A conflict of loyalty?
The headlines in recent days have been dominated by talk of Tory splits over Europe. The culmination of David Cameron’s EU membership renegotiation, and the subsequent confirmation of the date for a referendum, have seen dozens of Conservative MPs declare that they will oppose their leader and campaign for Britain to withdraw from the EU. That their ranks will include one of Cameron’s closest allies, Michael Gove, and one of his potential successors, Boris Johnson, has only heightened speculation about divisions with the party.
For those of a certain age, stories concerning Conservative divisions over Europe will be nothing new. The party has long been divided over Europe, from the moment of Britain’s entry to the EEC in January 1973 (which was only possible because some Labour MPs supported the European Communities Act 1972) to the fall of Margaret Thatcher over the issues of membership of the ERM in November 1990. Perhaps the most dramatic of these splits – certainly the most damaging – were the divisions over the Maastricht Treaty in 1992, which saw twenty-two MPs rebel against the government, and led John Major to describe three of his Cabinet colleagues as ‘bastards’.
The irony is that the splits within the Conservative Party today pale in comparison with those of previous generations. The divisions of the early 1990s represented a profound difference of opinion between those MPs who took fundamentally different views on the merits of the European project, and on whether Britain had a future within it. The dyed-in-the-wool eurosceptic MPs co-existed with a small but committed handful of europhile MPs associated with the Conservative Group for Europe. If the eurosceptic Maastricht rebels interpreted political integration as a threat to parliamentary sovereignty and national identity, the europhile Group for Europe adopted a position which would have put Britain at the heart of developing European institutions. Major – whose own position was rather more ambivalent and pragmatic – found the task of party management near impossible in the face of such implacably opposed positions.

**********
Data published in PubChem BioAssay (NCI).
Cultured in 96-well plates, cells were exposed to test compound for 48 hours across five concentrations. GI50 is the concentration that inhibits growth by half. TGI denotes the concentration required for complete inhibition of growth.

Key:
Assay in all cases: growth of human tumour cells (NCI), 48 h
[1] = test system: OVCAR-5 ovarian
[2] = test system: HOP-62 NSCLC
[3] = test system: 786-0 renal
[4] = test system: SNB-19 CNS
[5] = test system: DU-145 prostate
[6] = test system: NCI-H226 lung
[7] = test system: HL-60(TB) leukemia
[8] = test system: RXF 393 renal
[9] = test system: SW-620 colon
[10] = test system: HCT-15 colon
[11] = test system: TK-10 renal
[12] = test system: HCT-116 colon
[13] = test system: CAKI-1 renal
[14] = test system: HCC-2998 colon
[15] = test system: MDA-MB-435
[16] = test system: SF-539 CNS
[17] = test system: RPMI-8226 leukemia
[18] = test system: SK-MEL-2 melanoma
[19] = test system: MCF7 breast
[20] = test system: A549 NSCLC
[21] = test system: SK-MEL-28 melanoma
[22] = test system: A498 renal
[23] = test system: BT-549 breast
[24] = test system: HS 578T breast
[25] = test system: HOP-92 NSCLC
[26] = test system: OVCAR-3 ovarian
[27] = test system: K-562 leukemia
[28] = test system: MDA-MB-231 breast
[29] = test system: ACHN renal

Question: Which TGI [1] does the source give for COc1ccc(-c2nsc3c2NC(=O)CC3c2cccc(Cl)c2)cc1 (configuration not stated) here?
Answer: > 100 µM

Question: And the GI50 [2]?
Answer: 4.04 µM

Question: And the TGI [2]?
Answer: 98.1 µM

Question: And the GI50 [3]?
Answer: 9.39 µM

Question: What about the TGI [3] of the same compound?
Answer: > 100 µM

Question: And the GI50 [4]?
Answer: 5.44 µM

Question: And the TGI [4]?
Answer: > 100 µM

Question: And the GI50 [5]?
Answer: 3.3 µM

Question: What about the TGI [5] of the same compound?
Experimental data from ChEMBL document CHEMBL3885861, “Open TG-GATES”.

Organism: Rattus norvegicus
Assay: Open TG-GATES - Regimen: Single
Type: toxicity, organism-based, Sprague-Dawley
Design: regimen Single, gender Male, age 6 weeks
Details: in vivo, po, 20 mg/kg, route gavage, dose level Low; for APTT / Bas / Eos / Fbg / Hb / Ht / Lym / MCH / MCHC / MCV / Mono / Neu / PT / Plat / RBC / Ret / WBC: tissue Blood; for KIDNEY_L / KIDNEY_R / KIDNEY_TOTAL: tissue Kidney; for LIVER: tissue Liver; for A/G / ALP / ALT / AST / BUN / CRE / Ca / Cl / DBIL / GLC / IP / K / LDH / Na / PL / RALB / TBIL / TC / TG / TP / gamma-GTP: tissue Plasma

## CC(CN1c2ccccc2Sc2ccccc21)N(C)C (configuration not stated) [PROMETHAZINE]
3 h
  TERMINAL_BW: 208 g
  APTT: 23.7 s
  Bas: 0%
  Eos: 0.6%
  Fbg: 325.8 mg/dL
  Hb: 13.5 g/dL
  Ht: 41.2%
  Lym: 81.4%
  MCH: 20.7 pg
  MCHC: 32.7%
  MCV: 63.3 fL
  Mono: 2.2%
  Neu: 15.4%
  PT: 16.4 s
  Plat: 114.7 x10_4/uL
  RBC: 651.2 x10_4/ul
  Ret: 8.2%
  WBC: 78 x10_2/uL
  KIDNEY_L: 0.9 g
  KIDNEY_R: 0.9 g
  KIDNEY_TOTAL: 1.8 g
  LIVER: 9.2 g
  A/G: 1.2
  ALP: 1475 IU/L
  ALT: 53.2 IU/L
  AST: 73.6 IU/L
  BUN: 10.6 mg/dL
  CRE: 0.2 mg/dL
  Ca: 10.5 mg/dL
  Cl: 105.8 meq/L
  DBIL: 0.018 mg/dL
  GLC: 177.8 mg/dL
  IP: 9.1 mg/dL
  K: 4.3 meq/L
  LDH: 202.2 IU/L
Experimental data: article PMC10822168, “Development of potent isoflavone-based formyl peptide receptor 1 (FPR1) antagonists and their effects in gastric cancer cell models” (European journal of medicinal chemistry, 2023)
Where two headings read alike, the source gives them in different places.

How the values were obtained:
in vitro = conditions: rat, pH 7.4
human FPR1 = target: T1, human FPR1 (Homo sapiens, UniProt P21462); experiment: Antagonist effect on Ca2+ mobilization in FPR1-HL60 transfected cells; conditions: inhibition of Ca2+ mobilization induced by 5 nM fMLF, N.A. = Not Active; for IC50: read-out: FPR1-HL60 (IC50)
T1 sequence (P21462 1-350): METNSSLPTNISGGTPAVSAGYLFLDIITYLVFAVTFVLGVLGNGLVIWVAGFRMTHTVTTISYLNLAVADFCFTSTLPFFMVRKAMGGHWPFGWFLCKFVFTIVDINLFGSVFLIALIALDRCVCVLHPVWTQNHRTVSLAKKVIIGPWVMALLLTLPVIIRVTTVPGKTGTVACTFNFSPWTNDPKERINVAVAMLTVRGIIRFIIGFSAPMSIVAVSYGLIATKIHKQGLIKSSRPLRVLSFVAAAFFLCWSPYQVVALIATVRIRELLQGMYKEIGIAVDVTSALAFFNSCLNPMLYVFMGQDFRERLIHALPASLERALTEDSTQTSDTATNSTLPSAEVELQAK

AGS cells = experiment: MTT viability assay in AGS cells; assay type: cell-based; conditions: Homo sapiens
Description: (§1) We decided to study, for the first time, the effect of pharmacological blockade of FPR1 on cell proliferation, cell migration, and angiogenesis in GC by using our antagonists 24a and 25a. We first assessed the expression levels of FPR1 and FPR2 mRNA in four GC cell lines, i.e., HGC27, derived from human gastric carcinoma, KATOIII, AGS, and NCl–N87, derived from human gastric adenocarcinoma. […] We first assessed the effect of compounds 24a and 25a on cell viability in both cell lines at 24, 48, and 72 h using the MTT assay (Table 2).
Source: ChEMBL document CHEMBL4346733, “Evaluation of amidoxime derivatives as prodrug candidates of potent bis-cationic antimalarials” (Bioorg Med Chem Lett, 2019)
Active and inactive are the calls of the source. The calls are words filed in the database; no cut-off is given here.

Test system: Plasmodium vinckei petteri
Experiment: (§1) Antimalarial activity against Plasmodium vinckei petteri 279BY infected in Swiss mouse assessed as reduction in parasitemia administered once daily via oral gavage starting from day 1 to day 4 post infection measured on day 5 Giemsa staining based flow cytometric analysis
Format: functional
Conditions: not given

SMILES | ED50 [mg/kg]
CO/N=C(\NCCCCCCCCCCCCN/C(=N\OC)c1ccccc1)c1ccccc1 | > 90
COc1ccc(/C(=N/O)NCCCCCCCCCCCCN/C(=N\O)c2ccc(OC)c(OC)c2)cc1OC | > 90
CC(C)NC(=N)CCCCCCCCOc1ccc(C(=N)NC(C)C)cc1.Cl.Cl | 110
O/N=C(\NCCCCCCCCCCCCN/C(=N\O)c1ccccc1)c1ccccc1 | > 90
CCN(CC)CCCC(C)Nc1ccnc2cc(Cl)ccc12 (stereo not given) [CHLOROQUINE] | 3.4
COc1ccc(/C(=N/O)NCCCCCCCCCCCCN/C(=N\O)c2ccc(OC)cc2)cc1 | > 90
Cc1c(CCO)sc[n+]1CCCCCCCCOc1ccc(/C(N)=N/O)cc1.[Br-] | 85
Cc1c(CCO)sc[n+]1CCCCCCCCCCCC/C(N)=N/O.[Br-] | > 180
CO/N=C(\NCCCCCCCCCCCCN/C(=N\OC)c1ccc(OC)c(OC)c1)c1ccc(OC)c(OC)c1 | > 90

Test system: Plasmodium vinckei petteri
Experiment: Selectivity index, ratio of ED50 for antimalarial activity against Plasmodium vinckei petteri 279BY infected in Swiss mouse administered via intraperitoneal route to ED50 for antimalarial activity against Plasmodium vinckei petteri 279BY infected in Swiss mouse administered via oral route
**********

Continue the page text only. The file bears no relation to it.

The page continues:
Even at the time of these disputes, however, the ideological composition of the parliamentary Conservative Party was changing. In 1995 survey work conducted by political scientists revealed that there had been a marked generational shift in the way in which Conservative MPs thought about Europe. MPs elected in 1979 or afterwards (i.e. under Margaret Thatcher’s leadership) were far more likely to hold eurosceptic views than MPs elected in 1974 or earlier. The gradual reduction in the number of of MPs from pre-1979 cohorts – a process accelerated by the catastrophic election defeat of May 1997 – has led to a diminution of europhile MPs in the parliamentary party, and gradual cohesion around a eurosceptic position. While differences remain over the extent to which Conservative MPs would like to see Britain’s relationship with the EU reformed – ranging from outright withdrawal to partial renegotiation – by 2008 one analyst felt able to write that the party had ‘staved off the threat of internal fragmentation’.
The differences between the Conservative MPs on opposing sides of today’s referendum debate are, therefore, differences of degree rather than differences of principle. With some notable exceptions – the former Home Secretary and Chancellor, Ken Clarke, being the most prominent – there are very few Conservative MPs who could legitimately be described as europhiles. Recent research from Tim Bale and Philip Cowley has revealed that only one-quarter of Conservative MPs believe that the UK has ‘greatly benefited from being a member of the EU’ (as opposed to ninety per cent of Labour MPs), and tended to confirm the suspicion that contemporary debates around the EU revolve far more around inter-party divisions than intra-party splits. Today’s Conservative Party is rather closer to a spectrum of scepticism, stretching from ‘soft’ eurosceptics (Cameron, Osborne) to hardcore europhobes (Cash, Bone), than the divided and dysfunctional party of the early 1990s.
The reality is that even those MPs who campaign for Remain are at best ambivalent, at worst uneasy, about the EU. They share many of the concerns of their counterparts from the Leave campaign, even if they have ultimately arrived at a different conclusion about whether the benefits of membership outweigh the costs. None of which will necessarily insulate the Conservative Party from the kind of internecine splits which characterised the issue in the early 1990s. While the divisions within the parliamentary party might be much smaller than they once were, the referendum will compel Conservative MPs to choose one side or the other. The belief that some MPs have chosen the ‘wrong’ side – or that their choices have been motivated the prospect of professional advancement, rather than by principle – leaves open the possibility that the referendum might open wounds that will be difficult to heal. The party has a difficult few months ahead.
Dr Matthew Francis
Birmingham Teaching Fellow, Department of History, College of Arts and Law